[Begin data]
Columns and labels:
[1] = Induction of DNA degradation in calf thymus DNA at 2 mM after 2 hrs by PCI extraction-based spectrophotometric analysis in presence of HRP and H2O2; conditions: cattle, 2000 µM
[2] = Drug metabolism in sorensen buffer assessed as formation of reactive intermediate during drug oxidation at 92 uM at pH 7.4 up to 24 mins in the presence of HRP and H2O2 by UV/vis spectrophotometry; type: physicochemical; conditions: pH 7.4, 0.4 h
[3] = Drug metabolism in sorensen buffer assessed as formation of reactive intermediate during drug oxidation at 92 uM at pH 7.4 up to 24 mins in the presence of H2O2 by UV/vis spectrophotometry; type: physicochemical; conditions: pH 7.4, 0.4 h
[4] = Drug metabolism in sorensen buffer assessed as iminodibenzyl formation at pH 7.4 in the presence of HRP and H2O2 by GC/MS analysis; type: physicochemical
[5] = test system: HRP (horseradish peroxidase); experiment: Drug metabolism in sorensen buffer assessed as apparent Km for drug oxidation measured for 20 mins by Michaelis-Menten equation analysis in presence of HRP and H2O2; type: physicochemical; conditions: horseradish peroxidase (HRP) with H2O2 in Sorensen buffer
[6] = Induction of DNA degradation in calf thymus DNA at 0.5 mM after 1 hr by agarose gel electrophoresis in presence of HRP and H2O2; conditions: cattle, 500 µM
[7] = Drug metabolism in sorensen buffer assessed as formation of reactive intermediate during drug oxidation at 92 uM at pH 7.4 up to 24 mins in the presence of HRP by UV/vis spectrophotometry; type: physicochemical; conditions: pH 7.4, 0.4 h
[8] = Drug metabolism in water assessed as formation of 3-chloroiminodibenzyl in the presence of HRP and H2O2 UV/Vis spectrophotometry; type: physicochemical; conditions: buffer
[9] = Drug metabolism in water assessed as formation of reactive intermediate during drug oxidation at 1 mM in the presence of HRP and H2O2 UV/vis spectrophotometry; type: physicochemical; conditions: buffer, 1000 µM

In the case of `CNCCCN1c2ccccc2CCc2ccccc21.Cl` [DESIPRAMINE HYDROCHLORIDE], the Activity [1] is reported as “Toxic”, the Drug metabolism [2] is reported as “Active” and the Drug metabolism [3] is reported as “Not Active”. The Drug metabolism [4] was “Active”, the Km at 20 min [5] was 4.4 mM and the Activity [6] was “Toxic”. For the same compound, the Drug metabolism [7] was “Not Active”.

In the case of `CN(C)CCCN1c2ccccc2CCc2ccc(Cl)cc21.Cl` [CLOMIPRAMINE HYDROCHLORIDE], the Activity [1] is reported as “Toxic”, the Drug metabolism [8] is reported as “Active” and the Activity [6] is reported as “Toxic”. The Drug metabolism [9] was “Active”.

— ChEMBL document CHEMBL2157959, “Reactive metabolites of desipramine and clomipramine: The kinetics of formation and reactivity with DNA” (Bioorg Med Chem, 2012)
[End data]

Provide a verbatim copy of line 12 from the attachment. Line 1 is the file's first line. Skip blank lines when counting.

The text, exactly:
In the case of `CN(C)CCCN1c2ccccc2CCc2ccc(Cl)cc21.Cl` [CLOMIPRAMINE HYDROCHLORIDE], the Activity [1] is reported as “Toxic”, the Drug metabolism [8] is reported as “Active” and the Activity [6] is reported as “Toxic”. The Drug metabolism [9] was “Active”.